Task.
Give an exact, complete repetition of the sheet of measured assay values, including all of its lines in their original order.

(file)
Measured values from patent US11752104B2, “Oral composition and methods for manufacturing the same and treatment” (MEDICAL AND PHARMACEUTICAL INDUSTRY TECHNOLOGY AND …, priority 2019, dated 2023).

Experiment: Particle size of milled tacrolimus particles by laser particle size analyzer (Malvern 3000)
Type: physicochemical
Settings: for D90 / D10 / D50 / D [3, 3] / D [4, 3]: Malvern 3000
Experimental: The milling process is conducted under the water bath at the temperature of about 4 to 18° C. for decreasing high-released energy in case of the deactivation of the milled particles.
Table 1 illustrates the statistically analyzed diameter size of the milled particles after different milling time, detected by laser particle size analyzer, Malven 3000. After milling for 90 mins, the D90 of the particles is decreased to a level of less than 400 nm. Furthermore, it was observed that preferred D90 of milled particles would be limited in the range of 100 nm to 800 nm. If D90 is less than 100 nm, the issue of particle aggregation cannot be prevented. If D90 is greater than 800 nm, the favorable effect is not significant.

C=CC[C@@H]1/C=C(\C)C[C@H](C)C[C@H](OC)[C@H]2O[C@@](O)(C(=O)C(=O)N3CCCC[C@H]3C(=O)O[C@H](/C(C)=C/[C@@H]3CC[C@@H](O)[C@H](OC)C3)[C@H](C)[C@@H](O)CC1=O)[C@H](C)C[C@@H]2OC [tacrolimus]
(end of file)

Measured values from patent US11752104B2, “Oral composition and methods for manufacturing the same and treatment” (MEDICAL AND PHARMACEUTICAL INDUSTRY TECHNOLOGY AND …, priority 2019, dated 2023).

Experiment: Particle size of milled tacrolimus particles by laser particle size analyzer (Malvern 3000)
Type: physicochemical
Settings: for D90 / D10 / D50 / D [3, 3] / D [4, 3]: Malvern 3000
Experimental: The milling process is conducted under the water bath at the temperature of about 4 to 18° C. for decreasing high-released energy in case of the deactivation of the milled particles.
Table 1 illustrates the statistically analyzed diameter size of the milled particles after different milling time, detected by laser particle size analyzer, Malven 3000. After milling for 90 mins, the D90 of the particles is decreased to a level of less than 400 nm. Furthermore, it was observed that preferred D90 of milled particles would be limited in the range of 100 nm to 800 nm. If D90 is less than 100 nm, the issue of particle aggregation cannot be prevented. If D90 is greater than 800 nm, the favorable effect is not significant.

C=CC[C@@H]1/C=C(\C)C[C@H](C)C[C@H](OC)[C@H]2O[C@@](O)(C(=O)C(=O)N3CCCC[C@H]3C(=O)O[C@H](/C(C)=C/[C@@H]3CC[C@@H](O)[C@H](OC)C3)[C@H](C)[C@@H](O)CC1=O)[C@H](C)C[C@@H]2OC [tacrolimus]